peach ice cream

The word of the week was peaches. They’re my favorite fruit-as-fruit (with tomatoes as my favorite fruit-as-vegetable), so I’ve been heading to the farmers’ market even more eagerly on Saturday mornings than usual. The peaches have been spilling over, so apart from being eaten out of hand, mixed with yogurt for breakfast, atop salads and in salsas, they made a command performance in the quintessential summer dessert — peach ice cream (using my Aunt’s recipe for the custard base).

And because I love nothing more than gilding the lily, raspberry-blueberry coulis really set this off, providing a tart counterpoint to the smooth sweetness of the ice cream. It’s really simple to make, too. Just throw 2-3 handfuls of berries into a small saucepan, add a little sugar (I used about a tablespoon of vanilla sugar) and some lemon juice. Cook it over medium heat until the berries break down and the sauce starts to thicken. Cool, and use it to top whatever comes to mind.

Peaches from Treelicious Orchards and Orchards of Conklin and berries from the latter.

We’ve been eating out a bit lately, discovering new dishes and supporting new restaurants, which resulted in haunted dreams of Picnic‘s truffled corn chowder and the urge to create my own summer dish. Since buying a truffle is hard to justify as part of an experimental dish for only Gil and myself, I went in a completely different (read: cheaper) direction while still keeping it in the chowder family. What I came up with was nothing like Picnic’s masterpiece, but it was a worthy addition to my repertoire. Here’s what I did to make Smoked Corn Chowder.

It started with meat, as you probably knew it would. I scored the skin of two duck breast halves, gave them a good all-over coating of my beef rub, then left them uncovered in the fridge for a few hours before firing up the smoker. To keep the corn from overcooking (and to take advantage of the delicious duck fat that would be rendering from the breasts), I placed two shucked ears of corn on the lower level of my Weber Smokey Mountain (just above the water pan) and the duck breasts in the center of the top rack.

Before I go any farther, you should know that Gil takes whatever’s put in front of him with equanimity, typically. He keeps his head down and eats whatever I make without much censure or praise, no matter the how I feel about what’s on the plate. But these duck breasts earned the title The Best Thing Ever from him. (Take that as you will.) And they were awfully good, even if the skin didn’t get entirely crispy, which turned out to be a good thing for the chowder.

To take advantage of that extra fat on the smoked breasts, I devised a workable solution: I’d chop the seasoned fat from 1/2 of a duck breast and render it in place of bacon in the chowder. When the skin had crisped and given up as much fat as possible, I set it aside to use as garnish for the finished soup. The rest of the chowder was a pretty standard affair, but the smoked corn and slight hint of duck really added something special to it.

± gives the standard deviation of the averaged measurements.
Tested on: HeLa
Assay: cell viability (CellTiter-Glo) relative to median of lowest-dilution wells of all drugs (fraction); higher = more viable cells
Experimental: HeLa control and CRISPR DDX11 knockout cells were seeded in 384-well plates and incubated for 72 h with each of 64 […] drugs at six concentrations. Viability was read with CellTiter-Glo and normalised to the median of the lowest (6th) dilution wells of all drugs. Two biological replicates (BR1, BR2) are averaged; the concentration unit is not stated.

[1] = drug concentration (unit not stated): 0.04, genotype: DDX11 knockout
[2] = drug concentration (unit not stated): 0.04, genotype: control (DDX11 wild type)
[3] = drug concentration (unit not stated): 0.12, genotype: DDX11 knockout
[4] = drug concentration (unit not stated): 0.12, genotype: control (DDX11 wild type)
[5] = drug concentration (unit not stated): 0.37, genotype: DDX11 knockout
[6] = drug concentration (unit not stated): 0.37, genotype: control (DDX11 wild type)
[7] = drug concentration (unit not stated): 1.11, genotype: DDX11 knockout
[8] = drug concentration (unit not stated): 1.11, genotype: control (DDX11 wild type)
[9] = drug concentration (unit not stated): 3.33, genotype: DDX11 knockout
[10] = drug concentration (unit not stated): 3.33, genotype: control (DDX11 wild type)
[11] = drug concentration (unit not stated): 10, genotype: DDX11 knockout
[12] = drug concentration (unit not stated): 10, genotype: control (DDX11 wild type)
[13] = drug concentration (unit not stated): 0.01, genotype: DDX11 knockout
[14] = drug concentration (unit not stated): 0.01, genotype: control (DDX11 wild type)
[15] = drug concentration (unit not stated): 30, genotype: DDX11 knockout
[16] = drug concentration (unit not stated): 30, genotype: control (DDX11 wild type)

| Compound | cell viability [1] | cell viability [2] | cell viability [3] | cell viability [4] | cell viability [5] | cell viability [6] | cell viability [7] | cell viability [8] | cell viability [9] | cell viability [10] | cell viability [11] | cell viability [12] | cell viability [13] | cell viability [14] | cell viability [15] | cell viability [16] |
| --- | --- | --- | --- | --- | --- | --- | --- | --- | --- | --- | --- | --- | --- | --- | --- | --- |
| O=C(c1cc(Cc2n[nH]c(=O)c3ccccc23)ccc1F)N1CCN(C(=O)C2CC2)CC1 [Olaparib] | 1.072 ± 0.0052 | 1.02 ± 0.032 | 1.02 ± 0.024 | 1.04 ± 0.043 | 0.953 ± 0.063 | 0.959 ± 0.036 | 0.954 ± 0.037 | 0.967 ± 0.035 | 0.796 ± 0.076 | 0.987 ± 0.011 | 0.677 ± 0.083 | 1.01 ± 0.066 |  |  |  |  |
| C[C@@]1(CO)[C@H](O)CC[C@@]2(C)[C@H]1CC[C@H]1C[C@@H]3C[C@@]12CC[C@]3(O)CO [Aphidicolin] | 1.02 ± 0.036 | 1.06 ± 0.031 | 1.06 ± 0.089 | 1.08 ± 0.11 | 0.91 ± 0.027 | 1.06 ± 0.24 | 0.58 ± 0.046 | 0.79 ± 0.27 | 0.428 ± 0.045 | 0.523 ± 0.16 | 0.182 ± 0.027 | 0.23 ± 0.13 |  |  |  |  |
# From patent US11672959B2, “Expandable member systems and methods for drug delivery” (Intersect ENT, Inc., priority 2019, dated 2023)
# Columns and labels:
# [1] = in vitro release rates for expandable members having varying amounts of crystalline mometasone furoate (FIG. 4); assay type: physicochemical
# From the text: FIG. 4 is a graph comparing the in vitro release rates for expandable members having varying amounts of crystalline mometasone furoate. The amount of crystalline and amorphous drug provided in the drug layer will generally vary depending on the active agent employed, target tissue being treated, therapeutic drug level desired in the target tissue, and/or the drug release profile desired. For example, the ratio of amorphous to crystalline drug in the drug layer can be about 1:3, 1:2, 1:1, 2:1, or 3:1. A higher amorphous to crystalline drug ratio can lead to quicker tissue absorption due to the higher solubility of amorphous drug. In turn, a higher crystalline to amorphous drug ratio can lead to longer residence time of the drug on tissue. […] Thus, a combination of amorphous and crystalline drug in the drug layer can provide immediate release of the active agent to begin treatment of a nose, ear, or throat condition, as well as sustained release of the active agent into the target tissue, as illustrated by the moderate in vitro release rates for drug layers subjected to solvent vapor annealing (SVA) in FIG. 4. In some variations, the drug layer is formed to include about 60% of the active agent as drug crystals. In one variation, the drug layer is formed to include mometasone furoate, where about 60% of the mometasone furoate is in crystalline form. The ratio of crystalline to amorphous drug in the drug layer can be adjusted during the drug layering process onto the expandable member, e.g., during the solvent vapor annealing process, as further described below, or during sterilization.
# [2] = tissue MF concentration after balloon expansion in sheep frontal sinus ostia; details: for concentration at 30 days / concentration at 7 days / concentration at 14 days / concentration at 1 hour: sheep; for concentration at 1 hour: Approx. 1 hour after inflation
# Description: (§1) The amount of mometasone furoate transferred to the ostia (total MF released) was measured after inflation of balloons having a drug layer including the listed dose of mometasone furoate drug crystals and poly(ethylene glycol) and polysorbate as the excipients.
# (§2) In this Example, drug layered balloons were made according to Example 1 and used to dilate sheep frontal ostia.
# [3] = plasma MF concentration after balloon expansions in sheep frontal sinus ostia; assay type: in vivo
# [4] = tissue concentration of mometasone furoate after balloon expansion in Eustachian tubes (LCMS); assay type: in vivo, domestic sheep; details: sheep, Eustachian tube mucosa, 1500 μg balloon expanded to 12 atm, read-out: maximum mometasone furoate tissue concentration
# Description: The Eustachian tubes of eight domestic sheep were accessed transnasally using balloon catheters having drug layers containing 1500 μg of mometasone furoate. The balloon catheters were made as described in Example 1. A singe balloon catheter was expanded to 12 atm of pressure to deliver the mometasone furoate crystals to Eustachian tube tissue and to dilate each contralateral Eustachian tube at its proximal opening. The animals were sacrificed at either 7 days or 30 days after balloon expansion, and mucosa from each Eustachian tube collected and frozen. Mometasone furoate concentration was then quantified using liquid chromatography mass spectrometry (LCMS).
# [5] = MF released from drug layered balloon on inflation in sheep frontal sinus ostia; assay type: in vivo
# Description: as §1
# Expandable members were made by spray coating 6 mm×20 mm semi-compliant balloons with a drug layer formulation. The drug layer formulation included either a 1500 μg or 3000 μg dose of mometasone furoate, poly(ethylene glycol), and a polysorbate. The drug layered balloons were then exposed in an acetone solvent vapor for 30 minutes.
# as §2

with crispy duck skin

I liked the proportion of smoked corn to fresh — the smoke wasn’t overwhelming, but gave the silky chowder a depth it doesn’t usually have. Feel free to play with amounts for more or less of the smoky goodness.

I assume Gil agreed, because we ate it all in one sitting. Nom, indeed.

recipe after the jump

Smoked Corn Chowder

1 boneless duck breast, split
dry rub, recipe follows
6 ears corn, cleaned
1 tablespoon butter
1 medium onion, chopped
1/2 bell pepper, chopped
1/2 celery stalk, chopped
4 cups water or chicken broth
1 cup milk
1 sprig thyme
1 sage leaf
1 bay leaf
1 small russet potato, peeled and cubed
3/4 cups heavy cream or half-and-half
salt and pepper to taste

Wash and dry duck breasts. With a sharp knife, score skin and fat, being careful not to cut into the meat. Coat both sides of breasts with dry rub and refrigerate uncovered up to one day.

Prepare your smoker according to manufacturer’s instructions, using your preferred smoking wood. Place two ears of corn on the lower rack just above the water pan. Place duck skin side up on the top rack over the corn. Smoke until duck is cooked through, about 40-50 minutes. Remove duck and corn from smoker.

Once corn has cooled enough to handle, cut the kernels from the ears into a large bowl and discard cobs. Cut kernels from the four remaining ears into same bowl and reserve cobs for the stock.

Remove skin from one duck breast half and chop. In a large, heavy pot over low heat, render fat from the skin. Remove crisped skin from pot with a slotted spoon and place on paper towel-lined plate to cool. Discard any fat over 1 tablespoon that remains in the pot. Add 1 tablespoon butter to the duck fat and increase heat to medium-high.

Sauté onion, bell pepper and celery in duck fat and butter until wilted. Do not brown. Add corn cobs and remaining ingredients through potatoes. Bring to a simmer and cook until potatoes are tender, about 15 minutes. Discard corn cobs, thyme sprig, sage and bay leaf.

Transfer soup to blender in batches and purée until smooth. Stir in heavy cream or half-and-half and adjust seasoning to taste. To serve, ladle soup into bowls and top with crispy duck skin.

Dry Rub

2 tablespoons kosher salt
1 tablespoon paprika
1 tablespoon black pepper, ground
1 teaspoon cumin, toasted and ground
1/2 teaspoon coriander, toasted and ground
1/2 teaspoon chipotle chili powder
1/2 teaspoon dried thyme
1/2 teaspoon Mexican oregano

Mix ingredients well and use to season any dark meat before smoking. Store leftovers in a tightly sealed container.

SUBSCRIBE TO THE MINIMALLY INVASIVE NEWSLETTER

for new gluten-free recipes, food photography tips, and special offers served up monthly!


I'm interested in (select all that apply):